I’m in my final year at OCAD in the Integrated Media program. I’ve always been interested in the technical arts like animation, video as well as using electronics and devices to create art. I’ve always took apart things when I was younger, I liked to see how they worked – that’s always kind of been a part of my art, just trying to understand the tools that I’m using.

What influenced your decision to major in Integrated Media?

I originally went in thinking that I would just want to make films, I wanted to write scripts and direct stories, I’ve done a few of those and I’m still interested in that idea. While being at OCAD, installation art took over my main practice. I found working in installation art to be really freeing because it has aspects of sculpture where the whole room becomes the space for the art and I also enjoy that video and animation can be combined with installation art.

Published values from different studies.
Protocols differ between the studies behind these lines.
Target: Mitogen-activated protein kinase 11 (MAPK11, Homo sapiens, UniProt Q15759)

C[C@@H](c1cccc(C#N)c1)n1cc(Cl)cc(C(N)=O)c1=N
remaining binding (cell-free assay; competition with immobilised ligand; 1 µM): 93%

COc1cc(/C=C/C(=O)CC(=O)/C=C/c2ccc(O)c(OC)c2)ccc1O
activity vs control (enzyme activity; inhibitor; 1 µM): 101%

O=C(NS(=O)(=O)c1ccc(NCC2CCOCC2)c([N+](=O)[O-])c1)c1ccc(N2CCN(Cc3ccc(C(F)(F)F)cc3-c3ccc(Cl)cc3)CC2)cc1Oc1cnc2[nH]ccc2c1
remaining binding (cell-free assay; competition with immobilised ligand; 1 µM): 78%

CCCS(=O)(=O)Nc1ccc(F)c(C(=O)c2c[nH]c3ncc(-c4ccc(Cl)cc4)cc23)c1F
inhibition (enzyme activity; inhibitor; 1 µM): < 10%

How long have you been interested in art? How long have you known that this was something that you want to pursue as a career?

I’ve been interested in art from a very young age, I used to go to the ROM for Saturday morning art classes. When I was in high school I took part in a Sunday morning art program at the Toronto School of Art. It was a four hour session with no grading but at the end of each class we would have a critique so, that was the start of me wanting to study art professionally.

Do you believe in inspiration? If you do, what inspires you? If not, how do you make things happen?

I believe in inspiration, there are a lot things that I see in life that influences me greatly. There was a David Hoffos exhibition a few years ago at the MOCCA that was really inspirational. The way he was using old CRT televisions to make holograms in little dioramas, you knew that there was a relation between these different objects even though they were all revealed for you I could not quite piece it together, I found that to be a huge inspiration, beautiful to look at and yet a struggle to understand. That is what inspires me with my art – something that is beautiful and stands on it’s own.